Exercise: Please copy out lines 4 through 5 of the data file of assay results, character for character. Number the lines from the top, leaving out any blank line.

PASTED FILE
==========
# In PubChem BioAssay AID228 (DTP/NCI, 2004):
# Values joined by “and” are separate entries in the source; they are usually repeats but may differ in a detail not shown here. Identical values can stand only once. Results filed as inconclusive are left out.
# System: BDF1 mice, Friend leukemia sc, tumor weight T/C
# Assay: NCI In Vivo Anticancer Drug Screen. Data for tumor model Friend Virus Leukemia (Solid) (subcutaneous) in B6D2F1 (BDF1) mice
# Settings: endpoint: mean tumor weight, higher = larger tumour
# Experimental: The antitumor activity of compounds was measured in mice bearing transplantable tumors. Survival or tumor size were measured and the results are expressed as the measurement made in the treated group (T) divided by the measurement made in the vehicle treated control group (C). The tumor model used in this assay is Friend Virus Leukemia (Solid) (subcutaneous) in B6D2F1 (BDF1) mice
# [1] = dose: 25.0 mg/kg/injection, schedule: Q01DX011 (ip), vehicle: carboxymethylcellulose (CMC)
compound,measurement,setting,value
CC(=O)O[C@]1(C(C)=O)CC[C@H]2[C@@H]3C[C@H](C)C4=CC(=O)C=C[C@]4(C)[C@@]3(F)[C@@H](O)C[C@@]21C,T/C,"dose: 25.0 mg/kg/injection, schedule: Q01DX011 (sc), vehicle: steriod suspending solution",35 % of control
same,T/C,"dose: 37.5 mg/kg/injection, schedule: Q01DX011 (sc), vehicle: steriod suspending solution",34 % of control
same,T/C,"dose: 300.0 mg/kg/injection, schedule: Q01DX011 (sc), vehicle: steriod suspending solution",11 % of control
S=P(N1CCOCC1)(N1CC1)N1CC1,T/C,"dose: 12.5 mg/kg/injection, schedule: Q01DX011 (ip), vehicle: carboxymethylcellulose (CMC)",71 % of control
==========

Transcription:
# Assay: NCI In Vivo Anticancer Drug Screen. Data for tumor model Friend Virus Leukemia (Solid) (subcutaneous) in B6D2F1 (BDF1) mice
# Settings: endpoint: mean tumor weight, higher = larger tumour